FAQ: Components Render Other Components - A Component in a Render Function

This community-built FAQ covers the “A Component in a Render Function” exercise from the lesson “Components Render Other Components”.

Paths and Courses
This exercise can be found in the following Codecademy content:

Web Development

Learn ReactJS: Part I

FAQs on the exercise A Component in a Render Function

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Why is there an empty element surrounding the return statement of Profile()? I thought that is why we have parentheses.

import React from 'react';

function Picture() {
  return <img src="https://content.codecademy.com/courses/React/react_photo-octopus.jpg" />;
}

function Profile() {
  return (
    <>
      <Picture />
      <h1>Name: Octavia</h1>
      <h2>Species: Octopus</h2>
       <h2>Class: Cephalopoda</h2>
    </>
  )
}

export default Profile;

In JavaScript, we can’t return multiple values separately, but we can return them by placing them in an array or object.

function f() {
    // Attempting to return multiple values separately doesn't work as desired
    return [1], 2, "Hello"
}

function g() {
    // Returning single array works as expected
    return [[1], 2, "Hello"]
}

console.log(f()) 
// 'Hello'
console.log(g()) 
// [ [ 1 ], 2, 'Hello' ]

The parentheses after the return keyword doesn’t pack multiple values into a single object/array.

function f() {
    return ( [1], 2, "Hello" )
}

console.log(f()) 
// 'Hello'

Rather the parentheses after the return keyword are usually used for two purposes.

  • When the expression is spread over multiple lines.
function f() {
    return (
        1 + 2 +
        3 + 4 +
        5
        )
}

console.log(f()) // 15

// Without parentheses, we would have to make sure that the expression begins
// on the same line as the return keyword

// Will return 15
return 1 + 2 +
       3 + 4 + 
       5

// Will return undefined because expression is not on same line as return keyword
return 
       1 + 2 +
       3 + 4 +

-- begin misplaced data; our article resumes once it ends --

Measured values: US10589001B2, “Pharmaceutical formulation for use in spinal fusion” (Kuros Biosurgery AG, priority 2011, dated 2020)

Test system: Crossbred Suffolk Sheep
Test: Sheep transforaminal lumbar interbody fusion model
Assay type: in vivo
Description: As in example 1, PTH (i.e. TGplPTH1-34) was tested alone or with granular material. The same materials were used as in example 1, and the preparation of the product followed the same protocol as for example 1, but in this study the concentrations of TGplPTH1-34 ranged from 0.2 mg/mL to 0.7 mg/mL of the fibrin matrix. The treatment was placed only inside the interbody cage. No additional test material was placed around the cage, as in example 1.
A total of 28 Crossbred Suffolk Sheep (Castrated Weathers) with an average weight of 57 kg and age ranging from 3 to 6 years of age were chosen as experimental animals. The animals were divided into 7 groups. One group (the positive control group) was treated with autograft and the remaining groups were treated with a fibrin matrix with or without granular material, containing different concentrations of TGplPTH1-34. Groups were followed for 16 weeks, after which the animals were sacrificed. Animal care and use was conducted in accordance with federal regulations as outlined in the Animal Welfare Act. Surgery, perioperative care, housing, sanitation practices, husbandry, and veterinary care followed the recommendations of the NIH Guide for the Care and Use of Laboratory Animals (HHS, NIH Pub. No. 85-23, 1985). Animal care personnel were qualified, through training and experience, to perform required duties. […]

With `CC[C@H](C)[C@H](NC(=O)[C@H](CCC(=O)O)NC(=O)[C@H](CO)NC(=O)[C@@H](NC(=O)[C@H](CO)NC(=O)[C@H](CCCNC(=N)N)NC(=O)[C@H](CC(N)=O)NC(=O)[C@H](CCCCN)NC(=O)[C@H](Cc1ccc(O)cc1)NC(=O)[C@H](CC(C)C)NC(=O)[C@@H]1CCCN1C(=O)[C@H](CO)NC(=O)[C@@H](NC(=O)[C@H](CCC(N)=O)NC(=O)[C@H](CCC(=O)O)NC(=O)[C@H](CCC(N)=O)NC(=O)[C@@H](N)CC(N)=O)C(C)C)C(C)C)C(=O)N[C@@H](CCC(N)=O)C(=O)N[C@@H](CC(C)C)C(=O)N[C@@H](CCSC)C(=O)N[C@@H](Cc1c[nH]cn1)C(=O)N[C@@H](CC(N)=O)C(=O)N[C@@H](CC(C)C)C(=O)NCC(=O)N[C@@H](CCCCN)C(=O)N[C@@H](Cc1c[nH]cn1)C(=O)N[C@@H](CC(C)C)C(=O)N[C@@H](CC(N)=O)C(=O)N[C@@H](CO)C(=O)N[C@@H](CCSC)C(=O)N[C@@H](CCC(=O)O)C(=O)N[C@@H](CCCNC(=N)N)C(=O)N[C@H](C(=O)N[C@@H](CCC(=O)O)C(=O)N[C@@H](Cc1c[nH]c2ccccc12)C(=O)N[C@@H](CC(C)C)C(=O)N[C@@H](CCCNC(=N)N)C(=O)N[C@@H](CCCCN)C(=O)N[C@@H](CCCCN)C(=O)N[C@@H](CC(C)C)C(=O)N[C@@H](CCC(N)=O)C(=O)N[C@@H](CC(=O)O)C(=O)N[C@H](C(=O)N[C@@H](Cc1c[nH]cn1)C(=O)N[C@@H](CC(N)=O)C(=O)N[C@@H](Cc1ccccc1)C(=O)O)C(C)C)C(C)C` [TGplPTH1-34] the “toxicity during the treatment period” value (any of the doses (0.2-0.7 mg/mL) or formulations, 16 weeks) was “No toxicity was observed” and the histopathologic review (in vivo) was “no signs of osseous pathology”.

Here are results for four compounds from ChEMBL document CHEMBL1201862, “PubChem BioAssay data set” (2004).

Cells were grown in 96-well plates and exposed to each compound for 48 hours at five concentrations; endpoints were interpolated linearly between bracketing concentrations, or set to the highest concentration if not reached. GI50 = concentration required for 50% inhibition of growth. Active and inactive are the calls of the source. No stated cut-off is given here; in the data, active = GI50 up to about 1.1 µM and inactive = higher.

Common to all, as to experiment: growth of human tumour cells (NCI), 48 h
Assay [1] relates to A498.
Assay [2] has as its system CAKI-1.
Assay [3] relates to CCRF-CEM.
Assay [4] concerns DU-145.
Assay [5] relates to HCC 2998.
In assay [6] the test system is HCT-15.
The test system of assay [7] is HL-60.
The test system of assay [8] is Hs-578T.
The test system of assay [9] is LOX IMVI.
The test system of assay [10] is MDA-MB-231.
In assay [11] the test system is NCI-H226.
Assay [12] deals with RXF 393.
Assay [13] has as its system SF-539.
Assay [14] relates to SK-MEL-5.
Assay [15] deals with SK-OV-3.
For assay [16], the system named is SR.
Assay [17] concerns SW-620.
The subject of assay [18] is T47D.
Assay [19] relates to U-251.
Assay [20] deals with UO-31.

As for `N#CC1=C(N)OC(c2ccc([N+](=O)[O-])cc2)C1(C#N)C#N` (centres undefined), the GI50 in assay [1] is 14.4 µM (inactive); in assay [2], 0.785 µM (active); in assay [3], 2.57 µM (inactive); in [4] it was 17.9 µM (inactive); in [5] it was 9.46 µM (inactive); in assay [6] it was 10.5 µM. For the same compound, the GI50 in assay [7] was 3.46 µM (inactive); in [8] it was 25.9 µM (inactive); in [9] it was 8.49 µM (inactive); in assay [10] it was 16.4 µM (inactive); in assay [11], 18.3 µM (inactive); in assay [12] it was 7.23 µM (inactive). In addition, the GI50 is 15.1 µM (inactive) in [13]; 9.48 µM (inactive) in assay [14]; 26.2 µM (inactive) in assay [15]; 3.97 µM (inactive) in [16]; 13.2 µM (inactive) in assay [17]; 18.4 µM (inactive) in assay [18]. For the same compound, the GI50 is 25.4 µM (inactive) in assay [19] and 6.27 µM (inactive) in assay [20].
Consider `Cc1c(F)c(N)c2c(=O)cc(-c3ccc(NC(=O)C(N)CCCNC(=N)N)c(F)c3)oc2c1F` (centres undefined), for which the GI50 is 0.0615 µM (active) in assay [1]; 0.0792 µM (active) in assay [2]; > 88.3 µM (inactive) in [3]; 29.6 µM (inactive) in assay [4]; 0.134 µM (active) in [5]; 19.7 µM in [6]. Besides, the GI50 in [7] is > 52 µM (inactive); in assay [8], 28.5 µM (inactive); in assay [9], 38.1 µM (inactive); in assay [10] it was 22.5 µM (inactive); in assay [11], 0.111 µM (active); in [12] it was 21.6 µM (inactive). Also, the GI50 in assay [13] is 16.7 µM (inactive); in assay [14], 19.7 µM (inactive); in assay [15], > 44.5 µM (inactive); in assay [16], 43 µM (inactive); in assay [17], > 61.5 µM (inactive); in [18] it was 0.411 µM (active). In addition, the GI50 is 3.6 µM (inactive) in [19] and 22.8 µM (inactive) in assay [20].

5
  • When we want to implicitly return an object in an arrow function
// Parentheses needed for implicit return of object
const f = () => ({a: 1, b: 2})

console.log(f()) // { a: 1, b: 2 }

// If parentheses are omitted
const f = () => {a: 1, b: 2}
// Error as curly braces are interpreted as body of function instead of object

// Equivalent Explicit Return version where curly braces don't cause ambiguity
const f = () => {
    return {a: 1, b: 2}
} 

console.log(f()) // { a: 1, b: 2 }

Just as multiple return values need to be wrapped in an array or object in JavaScript, similarly in React multiple elements need to be wrapped in a single outer element.

Revisit the earlier lesson JSX Outer Elements .

…a JSX expression must have exactly one outermost element…

The parentheses after the return keyword does not constitute an outermost element.

Only one outer element is allowed, so we can wrap them in say a <div> ... </div>, but if we don’t want to add extra nodes to the DOM by creating divs, we can instead wrap the elements in a fragment.

Have a look at the documentation:

In the snippet posted by you, the short syntax (mentioned in above link) is used.

1 Like

Wonderfully explained! Thanks for taking the time to respond :slight_smile:

1 Like

This may have been covered in an earlier lesson, but why doesn’t PurchaseButton need to be in curly braces when called inside the ItemBox() function ?

function PurchaseButton() {
  return <button onClick={()=>{alert("Purchase Complete")}}>Purchase</button>
}

function ItemBox() {
  return (
    <div>
      <h1>50% Sale</h1>
      <h2>Item: Small Shirt</h2>
      <PurchaseButton />
    </div>
  );
}

Have a look at these lessons: